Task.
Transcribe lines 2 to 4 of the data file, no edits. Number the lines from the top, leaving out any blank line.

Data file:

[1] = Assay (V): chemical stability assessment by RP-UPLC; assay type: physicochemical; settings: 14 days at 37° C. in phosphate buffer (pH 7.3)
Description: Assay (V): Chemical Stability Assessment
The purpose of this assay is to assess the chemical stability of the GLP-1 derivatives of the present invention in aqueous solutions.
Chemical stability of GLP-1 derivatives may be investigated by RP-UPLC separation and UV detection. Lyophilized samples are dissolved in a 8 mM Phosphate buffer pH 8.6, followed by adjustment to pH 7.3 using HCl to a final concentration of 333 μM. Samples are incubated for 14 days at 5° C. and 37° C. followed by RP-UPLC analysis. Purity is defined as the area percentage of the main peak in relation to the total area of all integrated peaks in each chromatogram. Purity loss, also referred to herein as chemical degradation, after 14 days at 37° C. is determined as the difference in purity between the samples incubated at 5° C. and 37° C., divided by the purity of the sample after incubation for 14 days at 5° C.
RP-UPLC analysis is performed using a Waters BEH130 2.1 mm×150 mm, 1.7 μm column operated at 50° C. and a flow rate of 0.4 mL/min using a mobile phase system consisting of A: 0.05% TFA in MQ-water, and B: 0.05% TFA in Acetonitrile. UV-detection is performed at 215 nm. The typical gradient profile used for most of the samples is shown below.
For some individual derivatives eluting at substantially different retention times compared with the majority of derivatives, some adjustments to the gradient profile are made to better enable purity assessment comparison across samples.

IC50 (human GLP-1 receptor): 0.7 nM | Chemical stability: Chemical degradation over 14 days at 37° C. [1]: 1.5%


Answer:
Description: Assay (V): Chemical Stability Assessment
The purpose of this assay is to assess the chemical stability of the GLP-1 derivatives of the present invention in aqueous solutions.
Chemical stability of GLP-1 derivatives may be investigated by RP-UPLC separation and UV detection. Lyophilized samples are dissolved in a 8 mM Phosphate buffer pH 8.6, followed by adjustment to pH 7.3 using HCl to a final concentration of 333 μM. Samples are incubated for 14 days at 5° C. and 37° C. followed by RP-UPLC analysis. Purity is defined as the area percentage of the main peak in relation to the total area of all integrated peaks in each chromatogram. Purity loss, also referred to herein as chemical degradation, after 14 days at 37° C. is determined as the difference in purity between the samples incubated at 5° C. and 37° C., divided by the purity of the sample after incubation for 14 days at 5° C.